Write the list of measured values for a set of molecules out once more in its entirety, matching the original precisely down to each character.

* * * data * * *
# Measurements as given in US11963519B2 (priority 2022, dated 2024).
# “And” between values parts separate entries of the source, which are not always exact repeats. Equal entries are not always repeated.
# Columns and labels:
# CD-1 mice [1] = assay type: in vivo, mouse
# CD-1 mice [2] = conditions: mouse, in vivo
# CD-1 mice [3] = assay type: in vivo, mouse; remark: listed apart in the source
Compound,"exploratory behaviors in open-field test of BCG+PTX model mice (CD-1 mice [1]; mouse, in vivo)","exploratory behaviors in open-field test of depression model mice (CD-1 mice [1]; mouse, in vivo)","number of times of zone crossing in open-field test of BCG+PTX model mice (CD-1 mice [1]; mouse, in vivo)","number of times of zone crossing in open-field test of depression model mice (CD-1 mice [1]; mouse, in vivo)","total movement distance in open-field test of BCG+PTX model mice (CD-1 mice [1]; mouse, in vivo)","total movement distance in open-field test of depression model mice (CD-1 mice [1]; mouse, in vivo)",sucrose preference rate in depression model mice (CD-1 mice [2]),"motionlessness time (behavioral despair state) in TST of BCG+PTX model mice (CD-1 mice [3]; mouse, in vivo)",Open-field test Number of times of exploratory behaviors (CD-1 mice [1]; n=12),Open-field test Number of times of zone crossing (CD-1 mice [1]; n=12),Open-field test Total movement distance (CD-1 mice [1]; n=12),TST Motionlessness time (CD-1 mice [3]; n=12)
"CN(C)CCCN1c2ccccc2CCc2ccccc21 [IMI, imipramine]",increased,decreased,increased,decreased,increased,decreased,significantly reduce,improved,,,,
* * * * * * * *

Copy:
# Measurements as given in US11963519B2 (priority 2022, dated 2024).
# “And” between values parts separate entries of the source, which are not always exact repeats. Equal entries are not always repeated.
# Columns and labels:
# CD-1 mice [1] = assay type: in vivo, mouse
# CD-1 mice [2] = conditions: mouse, in vivo
# CD-1 mice [3] = assay type: in vivo, mouse; remark: listed apart in the source
Compound,"exploratory behaviors in open-field test of BCG+PTX model mice (CD-1 mice [1]; mouse, in vivo)","exploratory behaviors in open-field test of depression model mice (CD-1 mice [1]; mouse, in vivo)","number of times of zone crossing in open-field test of BCG+PTX model mice (CD-1 mice [1]; mouse, in vivo)","number of times of zone crossing in open-field test of depression model mice (CD-1 mice [1]; mouse, in vivo)","total movement distance in open-field test of BCG+PTX model mice (CD-1 mice [1]; mouse, in vivo)","total movement distance in open-field test of depression model mice (CD-1 mice [1]; mouse, in vivo)",sucrose preference rate in depression model mice (CD-1 mice [2]),"motionlessness time (behavioral despair state) in TST of BCG+PTX model mice (CD-1 mice [3]; mouse, in vivo)",Open-field test Number of times of exploratory behaviors (CD-1 mice [1]; n=12),Open-field test Number of times of zone crossing (CD-1 mice [1]; n=12),Open-field test Total movement distance (CD-1 mice [1]; n=12),TST Motionlessness time (CD-1 mice [3]; n=12)
"CN(C)CCCN1c2ccccc2CCc2ccccc21 [IMI, imipramine]",increased,decreased,increased,decreased,increased,decreased,significantly reduce,improved,,,,